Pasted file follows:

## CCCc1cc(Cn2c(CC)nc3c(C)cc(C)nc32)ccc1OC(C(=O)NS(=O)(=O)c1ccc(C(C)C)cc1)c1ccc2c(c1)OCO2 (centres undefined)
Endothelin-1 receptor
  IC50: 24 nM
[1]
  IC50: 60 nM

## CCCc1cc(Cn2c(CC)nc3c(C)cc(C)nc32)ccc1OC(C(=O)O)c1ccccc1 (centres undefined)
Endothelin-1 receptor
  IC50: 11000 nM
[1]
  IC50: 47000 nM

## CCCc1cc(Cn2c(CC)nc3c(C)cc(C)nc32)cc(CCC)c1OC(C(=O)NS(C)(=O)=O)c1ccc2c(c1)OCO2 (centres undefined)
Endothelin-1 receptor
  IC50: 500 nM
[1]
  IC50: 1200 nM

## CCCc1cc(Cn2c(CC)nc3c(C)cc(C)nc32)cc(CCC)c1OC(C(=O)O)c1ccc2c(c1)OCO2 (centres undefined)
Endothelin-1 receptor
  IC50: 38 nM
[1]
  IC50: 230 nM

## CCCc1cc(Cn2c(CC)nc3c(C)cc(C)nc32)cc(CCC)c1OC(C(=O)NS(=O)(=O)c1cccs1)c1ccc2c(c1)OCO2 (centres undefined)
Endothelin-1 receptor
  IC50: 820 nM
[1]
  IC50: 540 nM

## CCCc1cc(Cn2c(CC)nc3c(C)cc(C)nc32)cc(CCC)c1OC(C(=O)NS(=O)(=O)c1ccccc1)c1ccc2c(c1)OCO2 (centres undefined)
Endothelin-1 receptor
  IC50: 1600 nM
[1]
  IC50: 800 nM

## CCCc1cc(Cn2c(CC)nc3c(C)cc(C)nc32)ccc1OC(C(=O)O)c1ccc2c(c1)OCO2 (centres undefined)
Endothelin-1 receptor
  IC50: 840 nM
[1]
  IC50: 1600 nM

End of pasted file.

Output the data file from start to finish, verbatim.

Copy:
## CCCc1cc(Cn2c(CC)nc3c(C)cc(C)nc32)ccc1OC(C(=O)NS(=O)(=O)c1ccc(C(C)C)cc1)c1ccc2c(c1)OCO2 (centres undefined)
Endothelin-1 receptor
  IC50: 24 nM
[1]
  IC50: 60 nM

## CCCc1cc(Cn2c(CC)nc3c(C)cc(C)nc32)ccc1OC(C(=O)O)c1ccccc1 (centres undefined)
Endothelin-1 receptor
  IC50: 11000 nM
[1]
  IC50: 47000 nM

## CCCc1cc(Cn2c(CC)nc3c(C)cc(C)nc32)cc(CCC)c1OC(C(=O)NS(C)(=O)=O)c1ccc2c(c1)OCO2 (centres undefined)
Endothelin-1 receptor
  IC50: 500 nM
[1]
  IC50: 1200 nM

## CCCc1cc(Cn2c(CC)nc3c(C)cc(C)nc32)cc(CCC)c1OC(C(=O)O)c1ccc2c(c1)OCO2 (centres undefined)
Endothelin-1 receptor
  IC50: 38 nM
[1]
  IC50: 230 nM

## CCCc1cc(Cn2c(CC)nc3c(C)cc(C)nc32)cc(CCC)c1OC(C(=O)NS(=O)(=O)c1cccs1)c1ccc2c(c1)OCO2 (centres undefined)
Endothelin-1 receptor
  IC50: 820 nM
[1]
  IC50: 540 nM

## CCCc1cc(Cn2c(CC)nc3c(C)cc(C)nc32)cc(CCC)c1OC(C(=O)NS(=O)(=O)c1ccccc1)c1ccc2c(c1)OCO2 (centres undefined)
Endothelin-1 receptor
  IC50: 1600 nM
[1]
  IC50: 800 nM

## CCCc1cc(Cn2c(CC)nc3c(C)cc(C)nc32)ccc1OC(C(=O)O)c1ccc2c(c1)OCO2 (centres undefined)
Endothelin-1 receptor
  IC50: 840 nM
[1]
  IC50: 1600 nM